around it in terms of its interests be

they it's as turkey as a European

country is a Western country as a Balkan

country as a Caucasian country is a

Black Sea country is a Mediterranean

country as a Middle Eastern country etc

even as with interest in Africa and

certainly a Eurasian country so this is

a very broad range of empower and

importance that I think makes it become

more important to Washington rather than

less in the old days when it was simply

a loyal ally quote unquote of the United

States so let let's begin and our first

speaker will be Matt

Tosh panade who is a fellow at the

Brookings Institution and professor at

the National War College let me also say

we I've asked each speaker to speak no

more than ten minutes these are huge

topics books have been written on each

one of them but we want to have time for

discussion and debate among ourselves

and with you here

so we're deliberately I will

be fairly strict in in keeping asking

our speakers to to limit themselves to

10 maybe 11 minutes if I'm feeling

generous and then we'll we'll go on so

with that let me turn first I met Josh

panade who is going to be looking

essentially at domestic issues and the

first half of our panel is indeed on

domestic and I'm sorry just one more

thing we will not be taking a break

because it will just simply lose our

momentum so if anybody needs to leave

for any reason please do so but there

will be no formal break

I met Thank You Graham and thank you all

for coming since Graham asked me to

speak for 10 minutes I'll try to be

brief and be happy to answer questions

later on in the discussion section let

me echo what Graham just articulated

that turkey there's a new turkey

especially as far as foreign policy is

concerned there's a more ambitious and

self-confident turkey that wants to have

a 300 degree 360 degree foreign policy

and definitely this is a new development

compared to the 1990s when Turkey was

more focused about its own problems at

home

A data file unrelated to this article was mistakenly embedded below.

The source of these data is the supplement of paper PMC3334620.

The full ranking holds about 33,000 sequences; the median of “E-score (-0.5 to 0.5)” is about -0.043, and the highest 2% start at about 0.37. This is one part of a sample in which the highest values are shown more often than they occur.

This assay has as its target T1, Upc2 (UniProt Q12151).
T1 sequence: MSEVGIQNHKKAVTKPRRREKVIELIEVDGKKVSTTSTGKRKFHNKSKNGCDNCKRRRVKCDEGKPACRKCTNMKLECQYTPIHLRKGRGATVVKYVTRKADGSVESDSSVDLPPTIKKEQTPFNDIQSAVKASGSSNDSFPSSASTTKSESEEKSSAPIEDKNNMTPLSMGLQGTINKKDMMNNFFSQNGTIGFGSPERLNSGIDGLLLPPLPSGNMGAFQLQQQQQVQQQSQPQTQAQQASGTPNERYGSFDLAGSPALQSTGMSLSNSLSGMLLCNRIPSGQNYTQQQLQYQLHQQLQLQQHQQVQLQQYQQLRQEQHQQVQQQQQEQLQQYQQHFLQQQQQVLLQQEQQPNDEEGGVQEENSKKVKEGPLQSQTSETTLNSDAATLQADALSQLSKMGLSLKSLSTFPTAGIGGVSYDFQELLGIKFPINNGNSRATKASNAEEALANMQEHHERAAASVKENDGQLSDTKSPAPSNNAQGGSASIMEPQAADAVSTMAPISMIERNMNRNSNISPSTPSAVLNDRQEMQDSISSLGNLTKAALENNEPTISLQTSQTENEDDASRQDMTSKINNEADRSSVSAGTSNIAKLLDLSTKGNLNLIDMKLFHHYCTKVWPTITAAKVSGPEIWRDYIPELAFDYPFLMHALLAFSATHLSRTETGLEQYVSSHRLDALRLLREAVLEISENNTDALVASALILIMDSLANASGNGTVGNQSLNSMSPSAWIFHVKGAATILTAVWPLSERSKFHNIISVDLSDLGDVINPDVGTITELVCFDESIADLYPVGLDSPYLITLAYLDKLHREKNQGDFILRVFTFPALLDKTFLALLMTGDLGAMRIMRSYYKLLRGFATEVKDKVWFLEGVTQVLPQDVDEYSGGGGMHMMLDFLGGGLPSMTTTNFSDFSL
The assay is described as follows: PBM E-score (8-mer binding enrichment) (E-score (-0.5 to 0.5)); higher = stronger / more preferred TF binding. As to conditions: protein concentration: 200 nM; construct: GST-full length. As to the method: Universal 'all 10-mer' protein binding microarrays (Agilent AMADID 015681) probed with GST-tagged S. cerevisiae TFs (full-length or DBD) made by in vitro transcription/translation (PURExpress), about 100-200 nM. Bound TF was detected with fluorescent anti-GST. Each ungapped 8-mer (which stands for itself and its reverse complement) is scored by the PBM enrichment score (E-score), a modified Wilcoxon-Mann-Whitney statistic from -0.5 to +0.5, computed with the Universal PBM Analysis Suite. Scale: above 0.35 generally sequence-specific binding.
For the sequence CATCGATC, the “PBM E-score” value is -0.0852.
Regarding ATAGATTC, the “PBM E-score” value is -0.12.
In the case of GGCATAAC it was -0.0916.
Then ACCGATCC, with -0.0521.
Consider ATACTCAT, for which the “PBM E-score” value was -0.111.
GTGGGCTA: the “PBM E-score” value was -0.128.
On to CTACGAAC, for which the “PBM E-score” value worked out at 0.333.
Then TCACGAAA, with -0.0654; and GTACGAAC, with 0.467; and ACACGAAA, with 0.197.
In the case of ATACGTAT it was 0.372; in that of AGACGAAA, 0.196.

the Kurdish problem the war with the PKK

and the ousting of the welfare party

government by the military what came to

be called the soft coup in 1997 so

compared to the 1990s this last decade

the 2000 the first decade of the 21st

century has been a more ambitious more

positive decade for Turkish Foreign

Policy the bad news however is that the

problems at home continued the and here

since we will talk about domestic issues

in this first half a half hour let me

underline what is probably obvious to

all Turks in the in this auditorium that

basically the country continues to have

a major identity conflict and in fact

there is a mismatch between the

ambitions of Turkish Foreign Policy and

the situation at home where there is no

really

real consensus the absence of a new

social contract in absence of a new

constitution which will be able to solve

the identity problems of the country and

what I mean by identity problem of the

country is nothing new essentially there

are two major identity conflicts in

Turkey and those of you follow Turkish

news are likely to see in the headlines

every day something related to these two

issues the first one is the Kurdish

issue it has been plaguing Turkey since

the end of the Cold War but its roots

goes back to the birth of the Republic

when the Republic was established by the

founding father Ataturk there was this

idea of basically assimilating the Kurds

transforming the Kurds into Turkish

citizens and this assimilation project

of the Turkish Republic of Kurds has

created major problems but during the

Cold War there was a sense that the

problem was solved that the Kurdish

issue was somehow solved but with the

end of the Cold War by starting with the

1980s with the reemergence of the PKK as

a terrorist organization there is an